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If Schumann was going to make up for lost practice time, he was determined to find a way to strengthen his fingers. He created finger weights for himself. There is no record, that I can find, of what these weights might have looked like and thankfully there were no infomercials to sell these things, because as the first consumer he paralyzed a hand and ceased a very promising career. Thus, Robert Schumann the composer was born.

His piano concerto was completed in 1845 and premiered the same year by another Schumann named Clara. Sketches for the piano concerto date back as early as 1833, but the motivation for completing the work seems to have been Schumann’s marriage to Clara at the end of 1840. Remember when I told you Robert was studying with the master piano teacher, Fredrich Wieck? Well, Robert not only loved his lessons, but he loved Mr. Wieck’s daughter Clara, too. Mr. Wieck did not want to see this relationship between Robert and the teenage Clara. When the idea of marriage came up, it was bitterly opposed and the wedding was delayed for years. Clara was just beginning her career as a piano soloist and her father wanted nothing to get in the way of a stellar career.

Now, getting back to the reason we have all gathered here tonight. Robert had long planned to write a concerto for Clara. He wrote to her two years before their marriage saying, “My concerto is a compromise between a symphony, a concerto and a huge sonata. I now see that I cannot write a concerto for virtuosos- I must plan something else.” That “something else” was a single movement work titled, Phantasie. He was, however, unable to publish this piece, or even to have a single performance. Eventually, Schumann used the Phantasie as the first movement of the three movement concerto you will be hearing tonight. Robert completed the 2nd movement called, Intermezzo, and the 3rd movement called, Finale in the summer of 1845, four years later.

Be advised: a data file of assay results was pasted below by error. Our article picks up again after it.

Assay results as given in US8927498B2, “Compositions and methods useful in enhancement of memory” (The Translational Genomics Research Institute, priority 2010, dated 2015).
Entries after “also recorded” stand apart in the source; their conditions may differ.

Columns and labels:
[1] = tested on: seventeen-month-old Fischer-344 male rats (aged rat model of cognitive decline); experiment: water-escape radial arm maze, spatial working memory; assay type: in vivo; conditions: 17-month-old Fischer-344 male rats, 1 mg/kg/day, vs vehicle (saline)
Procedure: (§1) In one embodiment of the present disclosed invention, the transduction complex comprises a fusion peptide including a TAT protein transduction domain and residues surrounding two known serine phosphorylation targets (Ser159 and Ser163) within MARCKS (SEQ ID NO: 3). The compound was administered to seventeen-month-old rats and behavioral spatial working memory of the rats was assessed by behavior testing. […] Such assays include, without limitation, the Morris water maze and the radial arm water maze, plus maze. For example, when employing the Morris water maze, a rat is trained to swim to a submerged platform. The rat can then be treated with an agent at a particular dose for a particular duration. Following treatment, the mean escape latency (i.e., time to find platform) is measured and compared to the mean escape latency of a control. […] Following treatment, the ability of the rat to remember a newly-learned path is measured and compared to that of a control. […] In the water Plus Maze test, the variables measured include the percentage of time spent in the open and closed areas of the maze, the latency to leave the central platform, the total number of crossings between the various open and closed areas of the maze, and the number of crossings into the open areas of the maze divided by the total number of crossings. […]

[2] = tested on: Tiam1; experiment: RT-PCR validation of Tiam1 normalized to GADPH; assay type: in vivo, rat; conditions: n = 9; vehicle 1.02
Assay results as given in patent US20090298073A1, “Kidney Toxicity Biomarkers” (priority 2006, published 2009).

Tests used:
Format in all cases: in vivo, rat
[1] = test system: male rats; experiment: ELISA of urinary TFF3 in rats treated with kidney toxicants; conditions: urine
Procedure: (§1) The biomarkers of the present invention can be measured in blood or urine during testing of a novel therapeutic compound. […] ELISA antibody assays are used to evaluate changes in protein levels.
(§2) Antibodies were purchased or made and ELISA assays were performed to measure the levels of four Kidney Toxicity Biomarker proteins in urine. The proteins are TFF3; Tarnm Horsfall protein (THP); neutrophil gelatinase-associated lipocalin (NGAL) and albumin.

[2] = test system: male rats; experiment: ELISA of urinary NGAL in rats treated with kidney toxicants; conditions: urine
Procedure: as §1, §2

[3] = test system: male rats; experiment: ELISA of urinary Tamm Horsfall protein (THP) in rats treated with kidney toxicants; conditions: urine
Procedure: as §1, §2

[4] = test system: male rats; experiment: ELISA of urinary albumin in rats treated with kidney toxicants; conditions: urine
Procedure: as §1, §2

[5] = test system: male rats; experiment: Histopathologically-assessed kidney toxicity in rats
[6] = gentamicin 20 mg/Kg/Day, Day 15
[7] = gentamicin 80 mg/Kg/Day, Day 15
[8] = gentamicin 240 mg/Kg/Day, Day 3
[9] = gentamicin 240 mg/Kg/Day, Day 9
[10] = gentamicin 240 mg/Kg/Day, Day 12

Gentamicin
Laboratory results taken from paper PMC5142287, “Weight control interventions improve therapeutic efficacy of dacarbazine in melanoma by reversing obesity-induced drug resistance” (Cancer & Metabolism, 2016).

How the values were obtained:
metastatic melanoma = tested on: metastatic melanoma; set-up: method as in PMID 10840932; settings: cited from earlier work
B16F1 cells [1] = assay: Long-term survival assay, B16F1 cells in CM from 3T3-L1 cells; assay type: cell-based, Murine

Clara wrote in her diary: “Robert has finished his concerto and handed it over to the copyist. I am happy as a king at the thought of playing it with an orchestra.” The new concerto became a success over time and truly was the cornerstone of Clara’s repertoire, even long after Robert’s death in 1856.

Today, we think of this concerto as one of Schumann’s greatest works. Not because we are playing it tonight, but because it has passed the greatest of all critics, the test of time. It is exceptionally beautiful, rich in melodies and pulsing with rhythmic energy. The opening movement begins with a burst of piano chords followed by this lovely oboe melody. (Play on violin m 5-12) This melody or theme is very important because when the piano takes it over from the oboe, Clara’s name is written into the harmonies. I’ll show you... Clara is spelled C-L-A-R-A. Since there are no musical letters for L and R, Schumann replaces those letters with a B for L, and a G# for the R. The notes of her name sound like this: (play Clara theme CBAG#A)You’ll be listening for what is called, the Clara Theme. (C.D. excerpt #1) The second theme is this beautiful melody played by the violins a few measures later.

(Play on violin m. 19-31) These two melodies will weave themselves through the first two movements in various forms.

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